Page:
How can you turn this suburb into urban less car- centric.
http://pricetags.files.wordpress.com/2008/05/sacamento-suburb.jpg
http://www.ledger-dispatch.com/content/img/f209502/03-21Growth.jpg
I think that's why the original poster is looking for examples where it has been successful; clearly it's not always possible. I would argue, however, that over time (lots and lots of time) you can make even suburbs "less" auto-oriented. Not necessarily pedestrian oriented, but more pedestrian friendly...over lots of time. Just a thought.
 
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#11
I was very impressed with the area around the Pentagon City Mall in Arlington, Virginia. I know this has a lot to do with the MetroRail station that was built there in the 1970s, but it is a good example nonetheless. They actually have sidewalk dining at some of the restaurants, right near the road, and lots of crosswalks and stoplights to accomodate the pedestrians, even though the roads are multiple lanes in the area. There was lots of pedestrian foot-traffic in the area.

But like I said, this is a combination of having tons of offices, restaurants, stores, and hotels, as well as apartments, all clustered around a major transit stop near a major tourist area.

I know many will say that Arlington is a more urban area and practically part of Washington DC, but this part of Arlington was definitely largely undeveloped until about the 1960s.

Looking at Google Maps, I believe the road was Hayes Street, a six-lane boulevard, right near the intersection with 12th Street. Granted, this is more of a local road serving the area, but I think it still gets quite a bit of vehicular traffic and has interchanges with highways in the area. It seems that most of the more major thoroughfares in the area are expressways or quasi-expressways (like U.S. Route 1/Jefferson Davis Highway), with local feeder roads like Hayes Street that are more pedestrian friendly.
 

nec209

Cyburbian
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#12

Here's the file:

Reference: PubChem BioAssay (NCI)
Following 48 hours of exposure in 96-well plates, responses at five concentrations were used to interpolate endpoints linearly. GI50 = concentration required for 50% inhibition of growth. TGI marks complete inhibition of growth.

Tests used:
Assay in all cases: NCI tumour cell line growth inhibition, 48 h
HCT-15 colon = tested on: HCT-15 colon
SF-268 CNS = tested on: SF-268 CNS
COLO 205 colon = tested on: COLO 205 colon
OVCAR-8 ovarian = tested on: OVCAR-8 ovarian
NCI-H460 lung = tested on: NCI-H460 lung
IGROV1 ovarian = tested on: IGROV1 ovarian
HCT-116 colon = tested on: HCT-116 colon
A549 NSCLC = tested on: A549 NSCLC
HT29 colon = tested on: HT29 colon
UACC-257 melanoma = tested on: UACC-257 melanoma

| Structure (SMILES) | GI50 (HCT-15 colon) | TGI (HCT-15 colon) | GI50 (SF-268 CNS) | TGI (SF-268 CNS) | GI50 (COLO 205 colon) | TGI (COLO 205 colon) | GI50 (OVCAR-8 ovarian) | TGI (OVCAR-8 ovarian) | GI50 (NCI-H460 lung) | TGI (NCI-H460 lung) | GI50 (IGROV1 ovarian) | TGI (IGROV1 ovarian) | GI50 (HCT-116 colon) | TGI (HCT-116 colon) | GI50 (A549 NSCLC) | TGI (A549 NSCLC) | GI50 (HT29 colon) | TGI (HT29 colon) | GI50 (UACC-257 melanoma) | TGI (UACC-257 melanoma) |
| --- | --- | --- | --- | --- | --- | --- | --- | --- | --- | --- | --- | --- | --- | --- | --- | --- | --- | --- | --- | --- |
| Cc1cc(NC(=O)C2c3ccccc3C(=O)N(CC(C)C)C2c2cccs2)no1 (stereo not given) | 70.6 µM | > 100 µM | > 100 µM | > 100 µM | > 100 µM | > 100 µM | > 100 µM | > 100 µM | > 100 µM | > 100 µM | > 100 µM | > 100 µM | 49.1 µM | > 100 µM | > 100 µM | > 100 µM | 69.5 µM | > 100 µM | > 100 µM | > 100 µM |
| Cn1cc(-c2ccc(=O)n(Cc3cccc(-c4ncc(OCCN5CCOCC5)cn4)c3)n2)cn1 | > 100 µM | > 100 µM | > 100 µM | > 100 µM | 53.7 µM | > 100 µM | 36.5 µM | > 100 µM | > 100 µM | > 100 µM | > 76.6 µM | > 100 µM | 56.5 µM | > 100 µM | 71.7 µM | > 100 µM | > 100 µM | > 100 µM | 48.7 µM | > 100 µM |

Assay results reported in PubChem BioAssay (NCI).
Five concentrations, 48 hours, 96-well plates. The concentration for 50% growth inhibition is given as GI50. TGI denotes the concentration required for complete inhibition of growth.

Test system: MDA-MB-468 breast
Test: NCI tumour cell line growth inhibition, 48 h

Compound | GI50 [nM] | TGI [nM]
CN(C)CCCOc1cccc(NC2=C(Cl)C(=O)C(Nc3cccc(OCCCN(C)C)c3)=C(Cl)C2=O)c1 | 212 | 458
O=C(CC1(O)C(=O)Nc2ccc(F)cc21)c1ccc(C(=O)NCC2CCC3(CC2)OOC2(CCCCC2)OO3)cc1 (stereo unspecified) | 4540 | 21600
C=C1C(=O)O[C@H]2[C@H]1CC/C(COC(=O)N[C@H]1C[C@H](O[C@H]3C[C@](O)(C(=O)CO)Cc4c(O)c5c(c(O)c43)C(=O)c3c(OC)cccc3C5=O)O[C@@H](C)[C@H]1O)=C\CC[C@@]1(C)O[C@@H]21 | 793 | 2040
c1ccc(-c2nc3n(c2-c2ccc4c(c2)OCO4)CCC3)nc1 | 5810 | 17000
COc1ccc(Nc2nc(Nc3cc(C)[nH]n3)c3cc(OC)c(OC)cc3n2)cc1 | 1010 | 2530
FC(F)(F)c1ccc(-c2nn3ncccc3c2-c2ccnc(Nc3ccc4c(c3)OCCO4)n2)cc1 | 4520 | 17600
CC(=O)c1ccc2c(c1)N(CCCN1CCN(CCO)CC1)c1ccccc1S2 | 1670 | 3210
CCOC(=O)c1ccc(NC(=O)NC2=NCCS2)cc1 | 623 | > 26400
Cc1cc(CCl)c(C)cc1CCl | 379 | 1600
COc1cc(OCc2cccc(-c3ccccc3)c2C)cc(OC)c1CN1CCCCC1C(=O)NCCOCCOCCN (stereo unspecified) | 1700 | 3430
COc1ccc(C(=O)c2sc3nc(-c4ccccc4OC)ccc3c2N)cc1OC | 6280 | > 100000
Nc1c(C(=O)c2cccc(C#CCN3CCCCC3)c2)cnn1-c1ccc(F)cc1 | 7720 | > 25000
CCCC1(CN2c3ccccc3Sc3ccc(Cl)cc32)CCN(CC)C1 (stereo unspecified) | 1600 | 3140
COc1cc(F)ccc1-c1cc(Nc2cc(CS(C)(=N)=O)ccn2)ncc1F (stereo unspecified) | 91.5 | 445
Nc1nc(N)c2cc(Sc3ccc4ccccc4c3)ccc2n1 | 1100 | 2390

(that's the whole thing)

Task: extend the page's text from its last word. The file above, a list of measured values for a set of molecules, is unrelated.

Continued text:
Some suburbs like the suburbs in New orleans and Dallas is closer to better model of compromise of the grid system to cut down on throu traffic do to streets do not go more than 1 KM but easier to drive and walk with out the road maze.

It more of compromise of the grid system for anti- grid system of people saying too much throu traffic on the streets and kids playing.

And you can see it in this Dallas suburb north of the small highway by the water tower .Well below the small highway is what we have now that is very car cenrtic and maze like and you can get lost .

Well north of the small highway by the water tower is compromise of the grid system to cut down on throu traffic .Do to those streets are no more than 1KM so people will be force to main streets to drive across the city.But still gives it urban feel and easier to drive and walk .

http://www.flickr.com/photos/fatguyinalittlecoat/2890073285/
 

Howl

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#13
I was very impressed with the area around the Pentagon City Mall in Arlington, Virginia. I know this has a lot to do with the MetroRail station that was built there in the 1970s, but it is a good example nonetheless. They actually have sidewalk dining at some of the restaurants, right near the road, and lots of crosswalks and stoplights to accomodate the pedestrians, even though the roads are multiple lanes in the area. There was lots of pedestrian foot-traffic in the area.

But like I said, this is a combination of having tons of offices, restaurants, stores, and hotels, as well as apartments, all clustered around a major transit stop near a major tourist area.

I know many will say that Arlington is a more urban area and practically part of Washington DC, but this part of Arlington was definitely largely undeveloped until about the 1960s.

Looking at Google Maps, I believe the road was Hayes Street, a six-lane boulevard, right near the intersection with 12th Street. Granted, this is more of a local road serving the area, but I think it still gets quite a bit of vehicular traffic and has interchanges with highways in the area. It seems that most of the more major thoroughfares in the area are expressways or quasi-expressways (like U.S. Route 1/Jefferson Davis Highway), with local feeder roads like Hayes Street that are more pedestrian friendly.
http://maps.google.ca/maps?hl=en&ie...d=R8yXxU1CdJfrExKcnEDTFg&cbp=12,4.64,,0,-7.93

This looks like the kind of thing I'm looking for. And that reminded of the National Harbor Development I came across once before:

http://maps.google.ca/maps?hl=en&ie...=vf62zYT-1-wuIhy8H-LrHg&cbp=12,36.26,,0,-6.38